I love Christmas lights.
I’m thrilled when people want to decorate their homes like the Griswolds’ in Christmas Vacation. One of my favorite “dates” with Les at this time of year is scoping out well-lit neighborhoods.
You know what it takes to run Christmas lights?
And Americans are facing a crisis over electricity.
17%—that’s the percent of people in a nationwide survey* who said they were unable to pay their energy bill back in April. Another 22% said they skimped on or did without some necessities like food or medicine to pay their electric bills.
Imagine what those numbers are like now, nine months into the pandemic.
Falling behind on electric bills is no new phenomenon. The Energy Information Administration estimated in 2015 that a third of Americans had a hard time paying their energy bills.** Now it is likely much worse.
Some states banned electric disconnections in the opening months of the virus. Some utilities on their own postponed disconnections for a few months or longer. But many never stopped or have resumed cutting off electricity service for unpaid bills. And those bills just kept adding up over the months they were unpaid.
What is going to be the result?
With millions of children relying on remote learning, how will disconnected electric affect their schooling? If your heating source needs electricity (most do), how do you stay warm? Does your water heater stop working too? (Yes.) How do you charge your cell phone so you can make the calls to restore your service—or find a job or help?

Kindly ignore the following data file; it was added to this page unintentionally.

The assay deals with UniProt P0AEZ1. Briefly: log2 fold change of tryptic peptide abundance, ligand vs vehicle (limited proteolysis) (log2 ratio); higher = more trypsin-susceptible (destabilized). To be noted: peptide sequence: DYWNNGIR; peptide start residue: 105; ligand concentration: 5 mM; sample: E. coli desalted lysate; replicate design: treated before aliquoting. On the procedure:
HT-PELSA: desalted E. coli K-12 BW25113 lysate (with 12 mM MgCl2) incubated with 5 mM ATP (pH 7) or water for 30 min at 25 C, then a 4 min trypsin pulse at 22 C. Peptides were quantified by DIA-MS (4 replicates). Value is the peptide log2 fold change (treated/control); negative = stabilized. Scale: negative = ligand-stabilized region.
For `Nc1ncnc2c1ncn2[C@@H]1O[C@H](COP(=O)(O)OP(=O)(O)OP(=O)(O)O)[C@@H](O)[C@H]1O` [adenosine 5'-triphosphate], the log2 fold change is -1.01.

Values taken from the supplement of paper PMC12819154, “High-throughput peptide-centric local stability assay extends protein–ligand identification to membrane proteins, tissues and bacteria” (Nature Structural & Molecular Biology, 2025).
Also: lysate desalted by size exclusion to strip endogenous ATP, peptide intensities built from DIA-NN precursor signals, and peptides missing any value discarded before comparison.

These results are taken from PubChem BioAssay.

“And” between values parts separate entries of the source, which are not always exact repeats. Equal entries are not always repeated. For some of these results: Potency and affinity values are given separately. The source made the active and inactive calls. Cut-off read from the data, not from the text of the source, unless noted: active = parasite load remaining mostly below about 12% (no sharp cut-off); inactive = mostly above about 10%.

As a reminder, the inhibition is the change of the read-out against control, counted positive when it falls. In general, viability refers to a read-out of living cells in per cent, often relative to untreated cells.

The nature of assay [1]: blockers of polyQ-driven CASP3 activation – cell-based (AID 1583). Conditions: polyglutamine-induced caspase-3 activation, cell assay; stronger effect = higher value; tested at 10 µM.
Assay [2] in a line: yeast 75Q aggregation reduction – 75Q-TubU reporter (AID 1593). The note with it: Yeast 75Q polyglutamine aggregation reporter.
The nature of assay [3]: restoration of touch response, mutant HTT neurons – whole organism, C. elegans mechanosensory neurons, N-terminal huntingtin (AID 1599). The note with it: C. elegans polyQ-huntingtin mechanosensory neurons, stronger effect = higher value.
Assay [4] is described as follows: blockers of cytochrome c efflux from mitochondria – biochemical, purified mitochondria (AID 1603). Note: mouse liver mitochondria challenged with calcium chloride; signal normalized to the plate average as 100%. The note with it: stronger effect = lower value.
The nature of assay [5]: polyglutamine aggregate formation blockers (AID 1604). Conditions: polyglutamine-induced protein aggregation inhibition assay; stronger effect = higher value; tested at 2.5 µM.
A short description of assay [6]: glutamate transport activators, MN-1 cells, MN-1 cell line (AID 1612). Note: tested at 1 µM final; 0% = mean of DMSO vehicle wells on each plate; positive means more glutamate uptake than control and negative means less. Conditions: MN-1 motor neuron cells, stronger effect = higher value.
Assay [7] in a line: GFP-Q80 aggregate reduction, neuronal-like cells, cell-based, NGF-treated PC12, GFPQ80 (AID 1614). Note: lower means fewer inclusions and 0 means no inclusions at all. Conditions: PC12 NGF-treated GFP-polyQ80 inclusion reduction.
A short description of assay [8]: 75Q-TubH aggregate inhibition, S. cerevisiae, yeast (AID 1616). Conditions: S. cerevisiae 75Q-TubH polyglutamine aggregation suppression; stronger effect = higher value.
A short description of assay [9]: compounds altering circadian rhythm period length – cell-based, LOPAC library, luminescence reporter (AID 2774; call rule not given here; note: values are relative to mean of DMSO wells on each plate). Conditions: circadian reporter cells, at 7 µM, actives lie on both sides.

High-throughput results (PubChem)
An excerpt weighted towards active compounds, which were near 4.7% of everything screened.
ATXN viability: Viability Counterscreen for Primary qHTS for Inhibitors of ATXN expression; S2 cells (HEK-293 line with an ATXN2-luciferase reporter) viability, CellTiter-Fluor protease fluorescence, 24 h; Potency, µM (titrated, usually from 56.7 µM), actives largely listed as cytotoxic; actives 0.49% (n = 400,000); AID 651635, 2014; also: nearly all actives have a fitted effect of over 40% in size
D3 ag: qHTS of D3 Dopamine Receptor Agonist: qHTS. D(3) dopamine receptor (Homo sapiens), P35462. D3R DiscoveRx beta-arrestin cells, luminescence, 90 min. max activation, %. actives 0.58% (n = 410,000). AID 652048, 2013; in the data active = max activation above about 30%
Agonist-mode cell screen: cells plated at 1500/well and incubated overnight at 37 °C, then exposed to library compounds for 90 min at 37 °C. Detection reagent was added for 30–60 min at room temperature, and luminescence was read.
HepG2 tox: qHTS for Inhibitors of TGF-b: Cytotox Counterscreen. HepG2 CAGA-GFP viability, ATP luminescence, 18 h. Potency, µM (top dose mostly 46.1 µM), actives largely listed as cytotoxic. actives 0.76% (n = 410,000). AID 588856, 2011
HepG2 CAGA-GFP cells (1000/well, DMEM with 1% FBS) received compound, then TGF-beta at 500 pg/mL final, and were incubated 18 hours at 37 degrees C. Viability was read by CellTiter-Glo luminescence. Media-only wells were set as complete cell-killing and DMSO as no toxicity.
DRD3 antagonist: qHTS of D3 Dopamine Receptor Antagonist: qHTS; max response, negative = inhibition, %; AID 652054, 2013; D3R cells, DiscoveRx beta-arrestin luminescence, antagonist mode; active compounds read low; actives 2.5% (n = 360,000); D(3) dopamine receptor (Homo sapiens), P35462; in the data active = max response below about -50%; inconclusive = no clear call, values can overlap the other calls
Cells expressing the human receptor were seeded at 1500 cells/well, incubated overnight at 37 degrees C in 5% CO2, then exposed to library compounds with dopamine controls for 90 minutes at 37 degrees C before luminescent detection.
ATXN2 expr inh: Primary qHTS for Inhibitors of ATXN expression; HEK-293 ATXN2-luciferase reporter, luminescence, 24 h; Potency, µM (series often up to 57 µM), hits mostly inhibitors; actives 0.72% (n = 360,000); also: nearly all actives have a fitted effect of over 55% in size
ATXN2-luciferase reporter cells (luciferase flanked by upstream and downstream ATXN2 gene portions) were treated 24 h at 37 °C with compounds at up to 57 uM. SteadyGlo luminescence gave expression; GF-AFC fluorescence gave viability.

What do people do when their utility threatens to cut off their electricity? They pay that bill (or a portion of it) while ignoring another, causing further problems.
Or they contact a charity for help. Some utility companies have their own charitable arm to help pay bills, as do some state governments. Many people turn to their local social service agency or church. Even before the pandemic struck, I was amazed at the number of calls my husband Les received at our church requesting help with electric bills.
Those desperate calls to charities and churches will get way more frequent in the cold, dark months ahead.
So maybe those of us who love Christmas lights can provide some assistance!
What if we made a pledge to donate a small amount of money for every house whose Christmas lights we enjoy?
This will add up fast, so I suggest you start small. Perhaps 5¢ or 10¢ a house. Maybe a penny or a quarter, depending on your ability to give and how much Christmas light hunting you do.
Let the kids keep track on a poster board at home or on a list in the car. (Math skills practice!)
When the season is over, donate your total to your church’s benevolence fund, designating it specifically for electric bill relief. Or give it to your local social service agency that meets these needs. For instance, where we used to live there was Ephrata Area Social Services. Here there is Boyertown Area Multi-Service and the Salvation Army. I am positive there is something similar in your area too.
Enjoy the lights! (I plan to!)
But maybe use them as a prompt to be the light
in someone else’s life this Christmas as well.
“You are the light of the world.” (Matthew 5:14)
*O’Neill School of Public and Environmental Affairs at Indiana University